FOR IMMEDIATE RELEASE
Contact: Nathan Bupp
(April 27, 2006)—Have you ever wondered: How did the Roman Emperor Constantine figure in the development of Christian theology? How did the Gospels come to be accepted as the established accounts of Jesus’ life, and why were other versions, such as the Gnostic traditions, suppressed? What was Mary Magdalene’s role in early Christianity, and how was it adapted in later attempts to develop a “sacred feminine” element in Christianity?
With the recent plagiarism trial in London and the upcoming movie thriller, scheduled to open on May 19th, Dan Brown’s The Da Vinci Code has generated a firestorm of publicity. The novel has stirred the popular imagination, allowing intriguing questions about the divinity of Jesus—once considered way too taboo for public consumption—to float to the surface of “pop culture.” Brown did this by cleverly interweaving theories about medieval history and the origins of Christianity. Many readers have been so swept away by the drama of this murder mystery that they have accepted Brown’s fictional reconstruction of Christian origins and medieval history as established fact. But a number of New Testament scholars see the controversy as an opportunity to finally reveal the real story behind many of the ideas hinted at in the best-selling novel. “However intriguing Brown’s fictional speculations may be, the real facts behind the novel are even more fascinating—in fact, when it comes to The Da Vinci Code, the truth is often stranger than fiction,” said Robert M. Price, a fellow of the Committee for the Scientific Examination of Religion (CSER), and the author of The Da Vinci Fraud.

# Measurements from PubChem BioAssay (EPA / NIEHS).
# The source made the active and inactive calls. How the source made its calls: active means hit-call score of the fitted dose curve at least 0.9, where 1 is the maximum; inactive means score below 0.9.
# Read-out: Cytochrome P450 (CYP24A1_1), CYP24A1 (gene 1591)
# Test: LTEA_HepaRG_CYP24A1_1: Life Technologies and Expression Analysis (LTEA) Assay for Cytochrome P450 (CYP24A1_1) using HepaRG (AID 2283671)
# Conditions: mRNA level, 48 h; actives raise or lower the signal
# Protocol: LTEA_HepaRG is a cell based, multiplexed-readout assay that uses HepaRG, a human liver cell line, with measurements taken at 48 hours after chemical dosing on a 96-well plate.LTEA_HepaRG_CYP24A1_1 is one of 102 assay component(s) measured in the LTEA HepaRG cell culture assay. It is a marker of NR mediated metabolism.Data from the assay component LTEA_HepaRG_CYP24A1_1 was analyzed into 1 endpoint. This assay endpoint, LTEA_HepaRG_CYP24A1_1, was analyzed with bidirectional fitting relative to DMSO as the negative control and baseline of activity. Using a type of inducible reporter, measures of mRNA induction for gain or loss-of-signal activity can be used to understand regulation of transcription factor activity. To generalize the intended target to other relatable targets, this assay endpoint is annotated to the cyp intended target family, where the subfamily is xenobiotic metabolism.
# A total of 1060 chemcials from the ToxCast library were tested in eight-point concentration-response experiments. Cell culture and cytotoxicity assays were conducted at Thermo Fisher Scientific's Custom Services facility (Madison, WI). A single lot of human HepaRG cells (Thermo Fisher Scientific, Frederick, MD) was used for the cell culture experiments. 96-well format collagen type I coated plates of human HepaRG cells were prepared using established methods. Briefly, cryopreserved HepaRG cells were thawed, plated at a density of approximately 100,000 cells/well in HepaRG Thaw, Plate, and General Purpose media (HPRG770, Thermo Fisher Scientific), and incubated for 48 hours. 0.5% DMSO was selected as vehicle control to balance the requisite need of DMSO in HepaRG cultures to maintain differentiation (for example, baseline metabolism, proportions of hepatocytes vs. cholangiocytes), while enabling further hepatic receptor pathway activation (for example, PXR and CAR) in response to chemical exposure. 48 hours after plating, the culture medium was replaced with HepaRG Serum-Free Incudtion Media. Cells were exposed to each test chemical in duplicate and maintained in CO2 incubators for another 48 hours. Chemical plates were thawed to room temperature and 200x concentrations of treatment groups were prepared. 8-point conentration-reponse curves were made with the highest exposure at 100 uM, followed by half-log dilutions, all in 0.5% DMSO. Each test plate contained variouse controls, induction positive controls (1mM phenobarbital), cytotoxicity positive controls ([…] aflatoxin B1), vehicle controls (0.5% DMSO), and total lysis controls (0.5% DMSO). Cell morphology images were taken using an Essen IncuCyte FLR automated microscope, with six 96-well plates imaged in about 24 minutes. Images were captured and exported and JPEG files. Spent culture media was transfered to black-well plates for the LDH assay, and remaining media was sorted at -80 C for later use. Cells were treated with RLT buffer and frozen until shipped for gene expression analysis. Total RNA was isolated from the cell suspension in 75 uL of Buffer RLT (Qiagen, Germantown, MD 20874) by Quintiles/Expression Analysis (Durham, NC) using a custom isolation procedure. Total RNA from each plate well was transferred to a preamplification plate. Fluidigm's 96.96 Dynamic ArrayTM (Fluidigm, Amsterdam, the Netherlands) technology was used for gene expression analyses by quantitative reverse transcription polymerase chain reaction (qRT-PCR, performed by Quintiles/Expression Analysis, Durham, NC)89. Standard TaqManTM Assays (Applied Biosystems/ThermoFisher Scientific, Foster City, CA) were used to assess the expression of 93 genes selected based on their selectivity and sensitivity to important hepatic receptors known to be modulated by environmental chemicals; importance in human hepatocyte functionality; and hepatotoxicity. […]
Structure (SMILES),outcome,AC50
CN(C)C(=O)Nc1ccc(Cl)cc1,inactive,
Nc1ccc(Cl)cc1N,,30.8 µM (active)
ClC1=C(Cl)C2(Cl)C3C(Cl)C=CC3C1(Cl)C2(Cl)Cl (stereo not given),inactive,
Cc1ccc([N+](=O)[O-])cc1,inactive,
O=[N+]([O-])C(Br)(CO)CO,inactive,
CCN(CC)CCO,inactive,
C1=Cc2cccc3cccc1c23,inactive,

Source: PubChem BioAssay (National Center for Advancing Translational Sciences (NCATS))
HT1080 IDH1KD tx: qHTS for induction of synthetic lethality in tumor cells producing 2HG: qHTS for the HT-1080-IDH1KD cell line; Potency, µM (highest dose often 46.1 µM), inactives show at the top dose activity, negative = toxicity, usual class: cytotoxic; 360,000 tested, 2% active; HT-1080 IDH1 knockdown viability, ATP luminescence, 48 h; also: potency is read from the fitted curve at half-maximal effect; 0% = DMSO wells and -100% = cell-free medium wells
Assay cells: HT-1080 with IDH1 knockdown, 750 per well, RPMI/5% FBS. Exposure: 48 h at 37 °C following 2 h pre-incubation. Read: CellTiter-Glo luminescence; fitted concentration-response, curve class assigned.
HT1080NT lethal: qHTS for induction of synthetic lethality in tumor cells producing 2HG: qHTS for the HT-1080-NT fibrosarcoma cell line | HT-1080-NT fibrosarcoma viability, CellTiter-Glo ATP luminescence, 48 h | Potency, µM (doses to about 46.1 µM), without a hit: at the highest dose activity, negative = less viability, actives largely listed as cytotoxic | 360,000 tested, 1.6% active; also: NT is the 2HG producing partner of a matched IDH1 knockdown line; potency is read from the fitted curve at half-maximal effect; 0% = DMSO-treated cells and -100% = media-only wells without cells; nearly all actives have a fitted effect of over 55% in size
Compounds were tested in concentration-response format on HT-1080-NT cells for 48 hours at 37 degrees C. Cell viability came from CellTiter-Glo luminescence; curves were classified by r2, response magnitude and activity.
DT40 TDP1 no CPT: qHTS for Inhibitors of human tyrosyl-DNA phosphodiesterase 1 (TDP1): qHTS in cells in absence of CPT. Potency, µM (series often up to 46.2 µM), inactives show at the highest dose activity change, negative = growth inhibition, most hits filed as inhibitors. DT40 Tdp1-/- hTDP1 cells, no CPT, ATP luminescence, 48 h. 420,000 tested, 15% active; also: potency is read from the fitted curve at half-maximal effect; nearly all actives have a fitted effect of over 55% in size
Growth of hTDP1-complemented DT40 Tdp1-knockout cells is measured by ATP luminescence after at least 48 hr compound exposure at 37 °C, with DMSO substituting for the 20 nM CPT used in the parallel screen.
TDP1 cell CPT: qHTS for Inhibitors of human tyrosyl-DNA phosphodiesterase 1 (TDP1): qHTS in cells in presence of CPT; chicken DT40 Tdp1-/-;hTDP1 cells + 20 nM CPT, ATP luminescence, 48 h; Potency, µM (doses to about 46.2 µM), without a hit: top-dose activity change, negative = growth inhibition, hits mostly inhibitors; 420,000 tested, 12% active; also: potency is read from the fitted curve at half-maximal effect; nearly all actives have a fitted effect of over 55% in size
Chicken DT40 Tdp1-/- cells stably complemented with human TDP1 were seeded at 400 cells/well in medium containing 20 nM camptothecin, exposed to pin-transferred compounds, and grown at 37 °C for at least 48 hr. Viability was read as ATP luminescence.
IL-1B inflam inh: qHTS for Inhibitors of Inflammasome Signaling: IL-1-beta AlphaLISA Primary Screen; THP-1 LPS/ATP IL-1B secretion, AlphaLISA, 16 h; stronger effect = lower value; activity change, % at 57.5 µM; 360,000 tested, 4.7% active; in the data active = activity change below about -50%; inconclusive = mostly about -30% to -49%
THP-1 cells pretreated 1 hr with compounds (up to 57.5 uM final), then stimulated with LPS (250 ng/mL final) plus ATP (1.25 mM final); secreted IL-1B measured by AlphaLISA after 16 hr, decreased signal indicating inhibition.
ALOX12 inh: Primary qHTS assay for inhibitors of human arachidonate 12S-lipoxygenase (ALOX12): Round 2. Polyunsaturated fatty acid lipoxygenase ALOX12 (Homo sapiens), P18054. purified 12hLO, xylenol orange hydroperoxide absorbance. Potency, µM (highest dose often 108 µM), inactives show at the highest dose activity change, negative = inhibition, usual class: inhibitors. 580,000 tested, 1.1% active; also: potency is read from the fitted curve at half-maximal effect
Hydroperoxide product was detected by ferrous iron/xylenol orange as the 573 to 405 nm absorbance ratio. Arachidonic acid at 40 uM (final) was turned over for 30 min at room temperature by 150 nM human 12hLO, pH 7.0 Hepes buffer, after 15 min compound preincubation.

It is hard to see how a lively tradition of legend, based originally on flimsy sources, and an initial misidentification can arouse such intense public debate. The majority of New Testament scholars find the attention given to Brown’s novel as surprising as the charge of plagiarism. Continues Price, "But most of them perceive the novel as a gauntlet cast down, to which they feel they must reply for the honor of their faith. The problem is that Brown's book only rocks the boat. The real facts might just torpedo it! Brown's falsehoods are as fatuous as the faith he tries to subvert.”
The vast majority of the criticism that’s been leveled at Dan Brown and The Da Vinci Code has come from religious quarters, attempting to defend Catholic and Christian orthodoxy. Yet a completely secular and critical historical analysis has also been applied to the novel. Judging by the popularity of Brown’s novel, there just may be a sneaking suspicion on the part of many that the true origins of Christianity are more obscure and more complicated then they have been taught. This is indeed the case, but they won’t get the real story from The Da Vinci Code.
The Center for Inquiry/Transnational, a nonprofit, educational, advocacy, and scientific-research think tank based in Amherst, New York, is home to the Council for Secular Humanism, founded in 1980, the Committee for the Scientific Investigation of Claims of the Paranormal (CSICOP), founded in 1976, and the recently formed Commission for Scientific Medicine and Mental Health. Their research and educational projects focus on three broad areas: religion, ethics, and society; paranormal and fringe-science claims; and medicine and health. The Center’s Web site is www.centerforinquiry.net